Duplicate CLASSPATH entries and nonexistent paths are removed.

I recommend creating C:\jars directory, and adding this program to that directory.
Whenever you need to add a new jar, throw it in C:\jars and double-click this program.
That way, if you need the same set of jars on another machine, just copy the
directory and run this program.

It's also useful to create a batch/cmd file to run this program, and to place
that file in your Windows PATH. Then you can run the program from any directory.
The batch file might look like this:
python C:\jars\ %1 %2 %3 %4 %5 %6 %7 %8 %9
If you're running Cygwin, you can make a shell file to do the same thing:
python C:/jars/ $1 $2 $3 $4 $5 $6 $7 $8 $9

This program requires PythonWin, which you can find at:
from _winreg import *
import os, glob, sys
import win32gui, win32con # From PythonWin
path = r'SYSTEM\CurrentControlSet\Control\Session Manager\Environment'

def getClassPath():
        reg = ConnectRegistry(None, HKEY_LOCAL_MACHINE)
        key = OpenKey(reg, path, 0, KEY_ALL_ACCESS)
        i = 0
        while True:
                name, value, valueType = EnumValue(key, i)
                if name == 'CLASSPATH':
                    return value
                i += 1
            except EnvironmentError:
                return ""

def setClassPath(newPath):
        reg = ConnectRegistry(None, HKEY_LOCAL_MACHINE)
        key = OpenKey(reg, path, 0, KEY_ALL_ACCESS)
        SetValueEx(key, 'CLASSPATH', 0, REG_SZ, newPath)
        win32gui.SendMessage(win32con.HWND_BROADCAST, win32con.WM_SETTINGCHANGE, 0, 'Environment')

if __name__=='__main__':
    # set prevents duplicates, 'if os.path.exists(p)' prunes nonexistent paths:
    pathparts = set([p for p in getClassPath().split(os.pathsep) if os.path.exists(p)])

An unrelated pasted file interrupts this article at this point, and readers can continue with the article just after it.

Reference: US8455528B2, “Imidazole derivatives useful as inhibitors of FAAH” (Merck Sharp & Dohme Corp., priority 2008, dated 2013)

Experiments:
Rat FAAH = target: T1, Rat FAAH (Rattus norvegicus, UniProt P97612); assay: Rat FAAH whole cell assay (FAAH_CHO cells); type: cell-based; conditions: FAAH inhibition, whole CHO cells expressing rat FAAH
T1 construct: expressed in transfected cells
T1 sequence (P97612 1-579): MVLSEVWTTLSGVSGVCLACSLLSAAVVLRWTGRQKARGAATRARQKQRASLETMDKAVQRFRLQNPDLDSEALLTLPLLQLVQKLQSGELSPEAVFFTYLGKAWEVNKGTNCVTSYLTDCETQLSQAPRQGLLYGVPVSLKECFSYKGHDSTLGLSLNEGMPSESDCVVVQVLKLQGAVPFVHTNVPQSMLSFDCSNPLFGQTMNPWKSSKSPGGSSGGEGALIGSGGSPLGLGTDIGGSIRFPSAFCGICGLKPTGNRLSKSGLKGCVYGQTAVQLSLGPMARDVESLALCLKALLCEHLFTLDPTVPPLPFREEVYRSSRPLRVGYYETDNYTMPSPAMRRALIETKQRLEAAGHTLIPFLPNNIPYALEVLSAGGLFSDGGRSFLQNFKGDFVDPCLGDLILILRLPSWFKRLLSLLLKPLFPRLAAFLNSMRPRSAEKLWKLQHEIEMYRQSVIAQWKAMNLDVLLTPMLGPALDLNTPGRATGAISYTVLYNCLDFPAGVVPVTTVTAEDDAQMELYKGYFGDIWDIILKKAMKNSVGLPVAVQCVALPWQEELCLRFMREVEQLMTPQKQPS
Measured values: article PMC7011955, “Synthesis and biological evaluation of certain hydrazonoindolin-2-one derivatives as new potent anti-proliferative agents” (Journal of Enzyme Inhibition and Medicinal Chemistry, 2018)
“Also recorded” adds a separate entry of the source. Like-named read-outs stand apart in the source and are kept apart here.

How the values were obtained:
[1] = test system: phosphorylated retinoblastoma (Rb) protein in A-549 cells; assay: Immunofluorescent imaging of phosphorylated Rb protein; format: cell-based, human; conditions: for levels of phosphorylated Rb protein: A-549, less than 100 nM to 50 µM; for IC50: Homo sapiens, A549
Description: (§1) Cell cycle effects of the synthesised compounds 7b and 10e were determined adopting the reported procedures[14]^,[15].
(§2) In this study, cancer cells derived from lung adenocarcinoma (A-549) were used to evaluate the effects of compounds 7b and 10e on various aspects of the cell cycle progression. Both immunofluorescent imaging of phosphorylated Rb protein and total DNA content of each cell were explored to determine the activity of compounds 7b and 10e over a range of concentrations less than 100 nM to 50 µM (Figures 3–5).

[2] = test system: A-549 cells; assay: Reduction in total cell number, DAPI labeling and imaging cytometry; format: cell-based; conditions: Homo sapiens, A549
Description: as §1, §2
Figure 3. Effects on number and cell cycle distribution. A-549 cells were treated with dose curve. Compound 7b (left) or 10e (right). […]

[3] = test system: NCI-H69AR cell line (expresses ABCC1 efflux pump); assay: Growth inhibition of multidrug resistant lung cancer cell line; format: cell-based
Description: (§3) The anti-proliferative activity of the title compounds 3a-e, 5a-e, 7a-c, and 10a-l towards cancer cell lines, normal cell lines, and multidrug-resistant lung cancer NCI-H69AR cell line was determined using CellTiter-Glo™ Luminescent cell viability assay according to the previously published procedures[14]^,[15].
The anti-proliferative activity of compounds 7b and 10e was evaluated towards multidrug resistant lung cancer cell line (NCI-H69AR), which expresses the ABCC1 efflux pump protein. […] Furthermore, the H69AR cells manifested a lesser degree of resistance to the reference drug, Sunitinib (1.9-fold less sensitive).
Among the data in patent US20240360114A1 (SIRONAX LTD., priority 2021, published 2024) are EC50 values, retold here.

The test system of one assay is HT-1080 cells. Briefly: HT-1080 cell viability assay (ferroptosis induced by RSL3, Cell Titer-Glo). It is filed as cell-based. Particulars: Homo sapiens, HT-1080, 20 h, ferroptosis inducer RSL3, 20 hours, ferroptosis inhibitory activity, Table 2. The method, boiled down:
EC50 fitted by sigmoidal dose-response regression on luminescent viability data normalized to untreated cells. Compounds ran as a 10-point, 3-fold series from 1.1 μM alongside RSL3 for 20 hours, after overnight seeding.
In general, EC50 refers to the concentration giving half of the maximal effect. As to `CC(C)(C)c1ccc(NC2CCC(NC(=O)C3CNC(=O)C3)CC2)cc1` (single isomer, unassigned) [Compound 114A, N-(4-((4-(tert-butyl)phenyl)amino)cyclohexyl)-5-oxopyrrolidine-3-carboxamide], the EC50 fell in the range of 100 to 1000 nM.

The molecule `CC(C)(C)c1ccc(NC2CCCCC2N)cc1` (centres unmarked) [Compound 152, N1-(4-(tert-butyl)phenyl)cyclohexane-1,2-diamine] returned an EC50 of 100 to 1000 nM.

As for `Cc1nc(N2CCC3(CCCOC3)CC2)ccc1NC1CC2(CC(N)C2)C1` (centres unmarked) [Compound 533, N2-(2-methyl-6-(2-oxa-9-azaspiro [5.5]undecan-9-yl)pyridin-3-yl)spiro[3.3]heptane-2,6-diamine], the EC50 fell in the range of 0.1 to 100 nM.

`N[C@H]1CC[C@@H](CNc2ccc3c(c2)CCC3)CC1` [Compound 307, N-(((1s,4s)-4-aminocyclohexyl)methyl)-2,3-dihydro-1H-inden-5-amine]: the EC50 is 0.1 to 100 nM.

if len(sys.argv) > 1:
        for arg in sys.argv[1:]:
            if not arg.endswith(".jar"):
                print "Arguments must be jar file names: problem with [" + arg + "]"
            if not os.path.exists(arg):
                print arg, "does not exist in this directory"
        jars = glob.glob("*.jar")
        if jars:
            for jar in jars:
    result = list(pathparts)
    newClasspath = os.pathsep.join(result) + os.pathsep
    print getClassPath()

If there's a Linuxphile among you who would like to add a Linux (and presumably OSX would work for free) option to the above program, I'd love to incorporate that.

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About the Blogger

Bruce Eckel ( provides development assistance in Python with user interfaces in Flex. He is the author of Thinking in Java (Prentice-Hall, 1998, 2nd Edition, 2000, 3rd Edition, 2003, 4th Edition, 2005), the Hands-On Java Seminar CD ROM (available on the Web site), Thinking in C++ (PH 1995; 2nd edition 2000, Volume 2 with Chuck Allison, 2003), C++ Inside & Out (Osborne/McGraw-Hill 1993), among others. He's given hundreds of presentations throughout the world, published over 150 articles in numerous magazines, was a founding member of the ANSI/ISO C++ committee and speaks regularly at conferences.

This weblog entry is Copyright © 2006 Bruce Eckel. All rights reserved.